Researchers at the University of Melbourne have revealed that using a walking stick may reduce the risk of knee osteoarthritis (OA) progression. The latter is a common, incurable joint disease, and happens to be the leading cause of disability in seniors.
Although nearly any joint can be affected, OA most often strikes the knee, particularly the inner aspect of the tibiofemoral joint. One source of stress on this vulnerable joint compartment is the knee adduction moment, an indication of weight placement while walking.
A 20 percent increase in the peak knee adduction moment is linked to a 6-fold or greater increase in the risk of knee OA progression over 6 years.
To decrease knee load, pain and damage in knee OA patients, doctors often recommend two inexpensive interventions: footwear and cane use.
These simple strategies have the potential to alter the knee adduction moment, but there is little research attesting to their specific benefits for knee OA sufferers.
In order to assess the immediate effects of walking shoes and a walking cane on the peak knee adduction moment in people with knee OA, researchers turned to 3-dimensional (3-D) gait analysis.
The results strongly support using a cane on a regular basis to reduce the load borne across the knee, while underscoring the urgent need for studies into which aspects of shoe design best support the treatment of knee OA patients.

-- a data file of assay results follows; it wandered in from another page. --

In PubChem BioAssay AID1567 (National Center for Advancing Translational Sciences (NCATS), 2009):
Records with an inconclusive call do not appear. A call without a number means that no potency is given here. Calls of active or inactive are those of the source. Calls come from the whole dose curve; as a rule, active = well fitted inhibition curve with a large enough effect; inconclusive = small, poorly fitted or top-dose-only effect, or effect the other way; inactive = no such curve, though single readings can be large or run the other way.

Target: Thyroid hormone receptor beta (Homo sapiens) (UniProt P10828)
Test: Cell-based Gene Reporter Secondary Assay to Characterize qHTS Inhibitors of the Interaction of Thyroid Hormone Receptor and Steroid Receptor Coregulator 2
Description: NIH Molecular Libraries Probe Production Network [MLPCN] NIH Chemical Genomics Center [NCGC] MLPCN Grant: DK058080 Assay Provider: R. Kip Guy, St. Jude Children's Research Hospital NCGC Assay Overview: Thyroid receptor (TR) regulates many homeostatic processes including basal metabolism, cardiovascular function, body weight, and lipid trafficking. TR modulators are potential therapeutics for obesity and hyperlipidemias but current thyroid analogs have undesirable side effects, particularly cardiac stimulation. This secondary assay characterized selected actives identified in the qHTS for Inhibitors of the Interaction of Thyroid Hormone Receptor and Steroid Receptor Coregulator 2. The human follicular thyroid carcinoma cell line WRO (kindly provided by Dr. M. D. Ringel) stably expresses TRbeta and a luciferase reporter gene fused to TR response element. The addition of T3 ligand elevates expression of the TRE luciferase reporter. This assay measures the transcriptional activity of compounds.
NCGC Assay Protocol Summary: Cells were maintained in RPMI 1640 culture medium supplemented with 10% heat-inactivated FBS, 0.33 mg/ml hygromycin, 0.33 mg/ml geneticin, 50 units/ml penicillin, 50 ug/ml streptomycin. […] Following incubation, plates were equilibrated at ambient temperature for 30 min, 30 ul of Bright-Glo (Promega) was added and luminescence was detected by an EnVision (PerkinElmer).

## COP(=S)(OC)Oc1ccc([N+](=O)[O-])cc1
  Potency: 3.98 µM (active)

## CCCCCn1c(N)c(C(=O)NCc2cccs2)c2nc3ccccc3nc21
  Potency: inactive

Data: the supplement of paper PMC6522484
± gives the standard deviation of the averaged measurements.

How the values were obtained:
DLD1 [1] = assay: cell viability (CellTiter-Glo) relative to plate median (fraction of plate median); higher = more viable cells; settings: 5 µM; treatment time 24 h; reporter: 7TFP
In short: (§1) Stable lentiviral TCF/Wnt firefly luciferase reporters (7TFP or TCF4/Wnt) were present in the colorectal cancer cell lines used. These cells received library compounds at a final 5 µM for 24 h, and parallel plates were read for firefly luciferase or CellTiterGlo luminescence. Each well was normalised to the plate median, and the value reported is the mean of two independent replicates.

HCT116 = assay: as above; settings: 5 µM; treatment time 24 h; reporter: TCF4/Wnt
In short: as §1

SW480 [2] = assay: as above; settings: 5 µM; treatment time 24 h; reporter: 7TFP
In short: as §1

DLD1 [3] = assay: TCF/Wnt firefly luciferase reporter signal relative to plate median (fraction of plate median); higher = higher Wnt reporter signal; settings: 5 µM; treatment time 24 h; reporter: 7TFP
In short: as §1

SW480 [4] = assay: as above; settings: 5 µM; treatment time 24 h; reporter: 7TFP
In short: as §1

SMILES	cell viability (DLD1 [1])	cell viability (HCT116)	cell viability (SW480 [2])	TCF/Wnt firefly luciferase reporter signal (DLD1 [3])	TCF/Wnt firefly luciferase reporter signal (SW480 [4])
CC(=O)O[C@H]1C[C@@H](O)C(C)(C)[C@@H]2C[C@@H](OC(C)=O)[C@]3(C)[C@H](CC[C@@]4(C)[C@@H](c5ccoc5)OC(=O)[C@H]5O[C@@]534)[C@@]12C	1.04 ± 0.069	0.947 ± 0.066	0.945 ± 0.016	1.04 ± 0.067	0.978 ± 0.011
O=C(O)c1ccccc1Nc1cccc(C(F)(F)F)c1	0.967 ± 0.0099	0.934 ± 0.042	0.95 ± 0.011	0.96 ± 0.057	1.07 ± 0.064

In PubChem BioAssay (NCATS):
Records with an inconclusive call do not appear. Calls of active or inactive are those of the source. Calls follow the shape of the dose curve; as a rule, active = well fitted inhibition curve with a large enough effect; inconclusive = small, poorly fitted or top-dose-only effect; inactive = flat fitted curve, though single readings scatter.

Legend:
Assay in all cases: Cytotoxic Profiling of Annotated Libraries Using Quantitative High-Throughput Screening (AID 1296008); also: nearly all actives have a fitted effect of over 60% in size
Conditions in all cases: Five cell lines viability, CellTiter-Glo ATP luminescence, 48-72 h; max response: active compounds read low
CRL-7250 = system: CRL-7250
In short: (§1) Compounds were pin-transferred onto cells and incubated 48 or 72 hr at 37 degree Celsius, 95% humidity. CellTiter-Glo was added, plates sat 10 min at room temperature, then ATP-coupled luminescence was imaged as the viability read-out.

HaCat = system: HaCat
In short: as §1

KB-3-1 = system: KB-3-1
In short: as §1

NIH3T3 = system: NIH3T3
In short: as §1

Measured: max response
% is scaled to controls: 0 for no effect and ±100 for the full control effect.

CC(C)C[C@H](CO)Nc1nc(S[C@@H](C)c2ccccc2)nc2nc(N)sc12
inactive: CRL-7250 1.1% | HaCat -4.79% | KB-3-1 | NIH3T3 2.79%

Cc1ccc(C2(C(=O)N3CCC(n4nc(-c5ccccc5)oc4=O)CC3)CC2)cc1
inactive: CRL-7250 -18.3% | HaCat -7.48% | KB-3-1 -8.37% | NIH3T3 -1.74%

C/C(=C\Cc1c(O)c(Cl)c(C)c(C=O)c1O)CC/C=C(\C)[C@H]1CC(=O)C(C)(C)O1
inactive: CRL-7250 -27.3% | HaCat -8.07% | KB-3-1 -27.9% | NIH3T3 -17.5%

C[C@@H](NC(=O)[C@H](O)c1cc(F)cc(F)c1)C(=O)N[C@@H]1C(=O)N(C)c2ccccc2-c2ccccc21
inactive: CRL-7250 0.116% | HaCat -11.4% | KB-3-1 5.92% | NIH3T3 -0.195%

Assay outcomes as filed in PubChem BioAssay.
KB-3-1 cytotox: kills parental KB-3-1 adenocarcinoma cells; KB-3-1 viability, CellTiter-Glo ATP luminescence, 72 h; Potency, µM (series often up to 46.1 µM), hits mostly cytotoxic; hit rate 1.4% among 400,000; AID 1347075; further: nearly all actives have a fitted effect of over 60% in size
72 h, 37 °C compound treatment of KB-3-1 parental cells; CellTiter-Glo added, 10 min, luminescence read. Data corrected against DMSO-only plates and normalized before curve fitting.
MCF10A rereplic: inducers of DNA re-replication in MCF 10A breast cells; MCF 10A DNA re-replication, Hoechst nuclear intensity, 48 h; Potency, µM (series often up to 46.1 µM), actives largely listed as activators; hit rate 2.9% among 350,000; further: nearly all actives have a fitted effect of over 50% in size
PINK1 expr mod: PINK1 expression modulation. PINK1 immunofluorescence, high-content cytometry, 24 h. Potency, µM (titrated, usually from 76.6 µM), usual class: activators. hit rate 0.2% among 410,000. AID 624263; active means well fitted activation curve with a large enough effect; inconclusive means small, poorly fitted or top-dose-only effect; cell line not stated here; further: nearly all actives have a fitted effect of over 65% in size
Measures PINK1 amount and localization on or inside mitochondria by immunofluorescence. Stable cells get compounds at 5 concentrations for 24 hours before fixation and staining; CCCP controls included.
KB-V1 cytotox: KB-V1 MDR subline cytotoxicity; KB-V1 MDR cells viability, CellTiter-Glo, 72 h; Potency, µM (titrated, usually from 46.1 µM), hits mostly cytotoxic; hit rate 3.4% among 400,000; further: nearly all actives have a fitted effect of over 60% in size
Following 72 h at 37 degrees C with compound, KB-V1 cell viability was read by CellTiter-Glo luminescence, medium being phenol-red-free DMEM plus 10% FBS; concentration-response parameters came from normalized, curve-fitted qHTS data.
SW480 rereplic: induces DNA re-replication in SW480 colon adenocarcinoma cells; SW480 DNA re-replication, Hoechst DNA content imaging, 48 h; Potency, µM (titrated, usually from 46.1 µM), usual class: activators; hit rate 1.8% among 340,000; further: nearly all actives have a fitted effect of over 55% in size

The research team, led by Dr. Rana S. Hinman, recruited 40 volunteers (16 men and 24 women) from the Victoria, Australia, community who met the clinical and radiographic criteria for knee OA.
All participants had medial tibiofemoral osteophytes, as well as knee OA symptoms such as persistent knee pain and loss of physical function. None had a history of joint replacement. The group's mean body mass index was 29.6 and mean age was 65 years.
Each person underwent 3-D gait analysis, focusing on the knee most affected by OA, using a state-of-the-art Vicon 6-camera motion analysis system.
Embedded in the test area walkway, and unknown to participants, two force plates captured ground impact. Reflective markers, strategically placed on the pelvis, thigh, knee joint, and foot, captured limb movement.
All participants were tested first in bare feet, followed immediately by testing in their own shoes, a comfortable pair typically used for walking.
Researchers further tested 20 of the participants wearing their own shoes and using a cane in the opposite hand to the study knee, after a brief instruction in ideal cane use by a physiotherapist.
Data from 5 successful trials were collected for each test. A mean score was used to calculate changes in gait parameters and determine the peak knee adduction moment.
Researchers found that overall, the peak knee adduction moment when walking in shoes was significantly higher than when walking barefoot.
However, the effect of footwear varied considerably among individuals.
While most showed an increased knee adduction moment while wearing shoes, 6 of the 40 subjects actually demonstrated a beneficial decrease.
Researchers found that the use of a cane resulted in a striking 10 percent average decrease in the knee adduction moment. A quarter of the participants demonstrated a reduction of more than 20 percent.
While individuals tended to walk more slowly with the cane than unaided, they exhibited greater stride length and improved pelvis control, alleviating the destructive load on the affected knee.
Though canes are widely recommended to knee OA patients, this study validates their therapeutic value, at least in the short-term.
The study is published in the May 2008 issue of Arthritis Care and Research.